The delay of tasks can be assignment delay or leveling delay. Splitting a task is the process of interrupting the task schedule. In this way, part of the task is done when planned and the rest of it is done later when the assigned resource has time. The methods you choose to reduce over-allocations depend on the limitations of your project, including budget, resource availability, finish date, and the amount of flexibility available for scheduling tasks. In order to avoid extending the duration of the project, and thus on time completion, it is important to avoid extending or delaying tasks that are on the critical path. Therefore, it is important to know the float of tasks before resources are adjusted. If networks are used as the primary planning method there are two approaches to resource leveling or smoothing. Time-limited resource considerations emphasis is placed on completing the project within a specified time, which is typically determined by network analysis. Adjustments in the timing of an activity and the resources allocated at a given time are made within the available float. Activities on the critical path are not adjusted. Resource-limited resource considerations in this approach, projects must be completed with the available resources, even if that means extending the duration of the project. If the total resource demand exceeds the resource availability, at any time, then some of the activities must be delayed until there is sufficient resource availability. In both approaches, information concerning the earliest and the latest start times and float will be used to level resources. 1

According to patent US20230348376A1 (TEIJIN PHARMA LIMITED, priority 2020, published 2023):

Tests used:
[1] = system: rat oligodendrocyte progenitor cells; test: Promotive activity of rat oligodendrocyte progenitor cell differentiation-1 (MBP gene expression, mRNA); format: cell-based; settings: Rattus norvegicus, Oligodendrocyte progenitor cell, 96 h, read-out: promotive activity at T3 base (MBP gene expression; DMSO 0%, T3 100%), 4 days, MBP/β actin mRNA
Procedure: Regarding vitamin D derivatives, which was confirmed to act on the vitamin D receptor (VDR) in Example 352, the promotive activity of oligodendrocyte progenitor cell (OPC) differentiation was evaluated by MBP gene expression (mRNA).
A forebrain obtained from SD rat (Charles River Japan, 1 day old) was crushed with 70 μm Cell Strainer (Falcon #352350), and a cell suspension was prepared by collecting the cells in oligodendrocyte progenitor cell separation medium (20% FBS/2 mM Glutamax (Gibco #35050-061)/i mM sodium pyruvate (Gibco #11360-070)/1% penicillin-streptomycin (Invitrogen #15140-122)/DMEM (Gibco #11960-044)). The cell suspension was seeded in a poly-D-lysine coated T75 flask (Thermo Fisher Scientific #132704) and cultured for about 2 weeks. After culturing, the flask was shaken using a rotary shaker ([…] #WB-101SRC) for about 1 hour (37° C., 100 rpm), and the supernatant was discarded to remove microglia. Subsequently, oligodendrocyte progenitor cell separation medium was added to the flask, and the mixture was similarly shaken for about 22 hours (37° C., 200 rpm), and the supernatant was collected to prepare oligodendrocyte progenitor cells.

COST SCHEDULES When you think of scheduling the work for projects you need to realize that the cost schedule and task schedule of the project are considered together. Not only do you need to complete the project on time, you also need to complete it within budget. It's generally considered bad form if you consume the entire budget before the project is finished. Often a Project Manager is evaluated on his or her ability to complete a project within budget. If you have effectively managed the project resources and project schedule, this should not be a problem. It is, however, a task that requires the project manager's careful attention. You can only manage effectively a limited number of cost items, so focus on the critical ones.